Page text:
2012: TV Political Ad Buys Predicted To Hit $3B

Gop-Dem-Money

TV political advertising spending could see rocketing growth next year, possibly climbing to just under $3 billion.

Moody's Investors Service says political advertising revenue for those pure-play broadcasters can expect gains of 9% to 18% over historically high political advertising levels seen in 2010, when spending on TV broadcasters got to $2.3 billion.

Previous estimates said President Barack Obama's re-election campaign could raise a record $1 billion in 2012 for all its political advertising efforts. A Republican candidate might get to those levels as well -- looking to avoid the problems that Republican candidate John McCain got into in 2008.

In 2008, Obama did not take federal funds, but McCain did. That meant a cap on the ability to spend ad money. Analysts believe the new Republican candidate will follow in Obama's footsteps --- avoiding federal funds -- all of which could escalate political advertising spending, of which the lion's share goes into television.

The ad push will be aided by recent changes in political TV advertising laws, such as loosening of corporate-backed political advertising.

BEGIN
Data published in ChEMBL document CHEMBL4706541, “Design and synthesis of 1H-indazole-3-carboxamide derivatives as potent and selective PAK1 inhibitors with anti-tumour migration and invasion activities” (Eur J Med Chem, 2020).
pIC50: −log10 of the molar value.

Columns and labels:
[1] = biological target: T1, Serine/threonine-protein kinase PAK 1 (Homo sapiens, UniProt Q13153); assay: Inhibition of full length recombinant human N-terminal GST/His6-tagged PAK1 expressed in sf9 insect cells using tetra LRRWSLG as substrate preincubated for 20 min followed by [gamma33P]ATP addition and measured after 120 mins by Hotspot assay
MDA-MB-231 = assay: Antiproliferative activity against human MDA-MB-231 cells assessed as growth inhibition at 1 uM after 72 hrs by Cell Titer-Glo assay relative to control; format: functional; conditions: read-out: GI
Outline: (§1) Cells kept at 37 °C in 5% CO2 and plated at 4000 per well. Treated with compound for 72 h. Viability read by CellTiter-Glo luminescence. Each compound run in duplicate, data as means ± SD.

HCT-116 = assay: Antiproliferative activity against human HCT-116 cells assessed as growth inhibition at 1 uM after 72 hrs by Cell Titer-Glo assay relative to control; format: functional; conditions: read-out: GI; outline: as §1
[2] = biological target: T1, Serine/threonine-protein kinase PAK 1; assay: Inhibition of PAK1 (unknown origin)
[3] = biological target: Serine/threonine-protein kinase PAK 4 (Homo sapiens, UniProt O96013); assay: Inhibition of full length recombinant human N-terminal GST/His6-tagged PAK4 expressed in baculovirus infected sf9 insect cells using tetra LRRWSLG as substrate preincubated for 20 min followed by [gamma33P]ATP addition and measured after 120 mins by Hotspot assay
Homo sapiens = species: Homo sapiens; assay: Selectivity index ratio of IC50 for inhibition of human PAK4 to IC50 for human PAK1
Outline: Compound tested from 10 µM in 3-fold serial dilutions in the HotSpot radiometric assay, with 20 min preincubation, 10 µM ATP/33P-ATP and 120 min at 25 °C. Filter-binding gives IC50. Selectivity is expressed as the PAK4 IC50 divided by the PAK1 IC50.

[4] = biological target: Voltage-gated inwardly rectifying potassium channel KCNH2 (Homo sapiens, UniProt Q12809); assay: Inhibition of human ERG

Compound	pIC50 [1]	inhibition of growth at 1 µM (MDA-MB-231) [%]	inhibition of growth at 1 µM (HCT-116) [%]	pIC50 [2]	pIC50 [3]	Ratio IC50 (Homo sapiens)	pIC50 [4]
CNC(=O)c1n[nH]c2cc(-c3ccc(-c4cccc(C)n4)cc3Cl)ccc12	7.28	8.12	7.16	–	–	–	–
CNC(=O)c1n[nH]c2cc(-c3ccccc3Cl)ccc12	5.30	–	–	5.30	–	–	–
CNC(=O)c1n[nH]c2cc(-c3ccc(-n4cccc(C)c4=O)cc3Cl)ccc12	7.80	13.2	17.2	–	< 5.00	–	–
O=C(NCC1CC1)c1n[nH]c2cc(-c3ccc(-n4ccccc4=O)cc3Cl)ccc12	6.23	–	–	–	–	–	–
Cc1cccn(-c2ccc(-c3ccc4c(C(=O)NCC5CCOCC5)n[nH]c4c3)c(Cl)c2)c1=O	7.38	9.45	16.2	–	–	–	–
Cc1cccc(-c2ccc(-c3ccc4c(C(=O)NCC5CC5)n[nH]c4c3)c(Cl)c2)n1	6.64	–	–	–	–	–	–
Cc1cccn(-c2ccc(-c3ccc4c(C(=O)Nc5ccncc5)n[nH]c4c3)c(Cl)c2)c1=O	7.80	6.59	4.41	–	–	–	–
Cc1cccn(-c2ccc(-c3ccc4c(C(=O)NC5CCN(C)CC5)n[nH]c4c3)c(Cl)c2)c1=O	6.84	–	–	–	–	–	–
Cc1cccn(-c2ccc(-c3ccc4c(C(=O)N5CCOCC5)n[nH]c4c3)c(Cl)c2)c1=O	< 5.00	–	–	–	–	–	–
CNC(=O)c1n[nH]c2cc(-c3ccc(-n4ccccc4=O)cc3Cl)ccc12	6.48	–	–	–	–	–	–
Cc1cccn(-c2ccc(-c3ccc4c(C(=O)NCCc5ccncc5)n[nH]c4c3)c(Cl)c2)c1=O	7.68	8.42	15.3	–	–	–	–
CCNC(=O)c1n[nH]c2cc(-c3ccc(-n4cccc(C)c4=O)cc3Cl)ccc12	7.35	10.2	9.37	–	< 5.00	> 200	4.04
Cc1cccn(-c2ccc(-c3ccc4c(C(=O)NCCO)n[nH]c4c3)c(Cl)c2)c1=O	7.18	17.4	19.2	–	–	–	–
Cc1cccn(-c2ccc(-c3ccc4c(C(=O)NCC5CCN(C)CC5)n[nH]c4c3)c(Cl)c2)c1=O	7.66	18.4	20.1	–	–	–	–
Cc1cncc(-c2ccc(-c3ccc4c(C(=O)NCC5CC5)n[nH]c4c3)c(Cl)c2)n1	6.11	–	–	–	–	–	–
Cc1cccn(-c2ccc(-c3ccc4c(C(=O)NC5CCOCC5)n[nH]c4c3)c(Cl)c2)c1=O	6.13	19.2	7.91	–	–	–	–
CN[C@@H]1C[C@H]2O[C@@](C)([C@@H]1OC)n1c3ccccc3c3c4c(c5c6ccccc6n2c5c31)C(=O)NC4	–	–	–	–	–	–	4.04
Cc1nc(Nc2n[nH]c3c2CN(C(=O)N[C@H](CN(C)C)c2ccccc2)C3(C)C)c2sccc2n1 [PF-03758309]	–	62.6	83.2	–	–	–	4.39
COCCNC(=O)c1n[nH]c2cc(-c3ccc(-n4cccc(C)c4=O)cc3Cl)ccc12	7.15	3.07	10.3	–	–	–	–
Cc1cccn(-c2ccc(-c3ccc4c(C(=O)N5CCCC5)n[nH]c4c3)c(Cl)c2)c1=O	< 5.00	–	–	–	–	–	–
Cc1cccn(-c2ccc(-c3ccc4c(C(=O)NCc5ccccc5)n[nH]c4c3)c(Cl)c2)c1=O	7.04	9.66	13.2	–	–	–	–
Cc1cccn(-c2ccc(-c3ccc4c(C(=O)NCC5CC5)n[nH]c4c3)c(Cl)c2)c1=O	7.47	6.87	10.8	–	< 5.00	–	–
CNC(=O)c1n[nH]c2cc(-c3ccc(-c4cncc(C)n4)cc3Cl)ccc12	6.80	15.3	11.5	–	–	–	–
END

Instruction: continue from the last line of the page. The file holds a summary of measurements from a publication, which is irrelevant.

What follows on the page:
Moody's says small- and mid-size TV station groups -- Barrington Broadcasting Group, Gray Television, Local TV, Nexstar Broadcasting and NVT Networks/New Vision -- could be the better gainers from political spots.

Bigger TV groups -- those in larger markets, such as Belo Corp. and Sinclair Broadcast Group -- will witness smaller ad growth. Those groups have a broader list of TV marketers and larger revenues in many advertising categories.

Big battleground states -- Florida, Pennsylvania, Ohio and Missouri -- will see a lot of political advertising money, says Moody's. Overall, the investor-rating services says the windfall advertising dollars will be used to pay down station debt.

 

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1 comment about "2012: TV Political Ad Buys Predicted To Hit $3B ".
  1. Spencer Broome from MediaFiche , June 22, 2011 at 10:18 a.m.

    Have a feeling this political season will be an interesting one -- both for its advertising and its implications on the country.